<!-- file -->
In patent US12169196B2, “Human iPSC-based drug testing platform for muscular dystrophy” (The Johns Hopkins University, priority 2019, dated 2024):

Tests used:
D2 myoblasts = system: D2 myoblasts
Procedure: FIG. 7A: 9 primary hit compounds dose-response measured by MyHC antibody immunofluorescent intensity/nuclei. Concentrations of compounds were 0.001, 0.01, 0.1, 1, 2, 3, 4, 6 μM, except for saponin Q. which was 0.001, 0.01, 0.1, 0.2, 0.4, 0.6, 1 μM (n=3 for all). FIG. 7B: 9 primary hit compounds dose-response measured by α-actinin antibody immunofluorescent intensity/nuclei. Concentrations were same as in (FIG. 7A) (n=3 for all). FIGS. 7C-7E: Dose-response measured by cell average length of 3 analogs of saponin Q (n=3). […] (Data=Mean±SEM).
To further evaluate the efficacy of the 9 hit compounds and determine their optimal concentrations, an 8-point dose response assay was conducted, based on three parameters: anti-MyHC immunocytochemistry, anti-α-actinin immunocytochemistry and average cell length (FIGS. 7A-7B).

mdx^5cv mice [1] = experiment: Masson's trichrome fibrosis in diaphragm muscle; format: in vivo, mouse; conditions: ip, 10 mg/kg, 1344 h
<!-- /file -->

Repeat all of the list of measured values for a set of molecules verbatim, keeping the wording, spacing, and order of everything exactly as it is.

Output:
In patent US12169196B2, “Human iPSC-based drug testing platform for muscular dystrophy” (The Johns Hopkins University, priority 2019, dated 2024):

Tests used:
D2 myoblasts = system: D2 myoblasts
Procedure: FIG. 7A: 9 primary hit compounds dose-response measured by MyHC antibody immunofluorescent intensity/nuclei. Concentrations of compounds were 0.001, 0.01, 0.1, 1, 2, 3, 4, 6 μM, except for saponin Q. which was 0.001, 0.01, 0.1, 0.2, 0.4, 0.6, 1 μM (n=3 for all). FIG. 7B: 9 primary hit compounds dose-response measured by α-actinin antibody immunofluorescent intensity/nuclei. Concentrations were same as in (FIG. 7A) (n=3 for all). FIGS. 7C-7E: Dose-response measured by cell average length of 3 analogs of saponin Q (n=3). […] (Data=Mean±SEM).
To further evaluate the efficacy of the 9 hit compounds and determine their optimal concentrations, an 8-point dose response assay was conducted, based on three parameters: anti-MyHC immunocytochemistry, anti-α-actinin immunocytochemistry and average cell length (FIGS. 7A-7B).

mdx^5cv mice [1] = experiment: Masson's trichrome fibrosis in diaphragm muscle; format: in vivo, mouse; conditions: ip, 10 mg/kg, 1344 h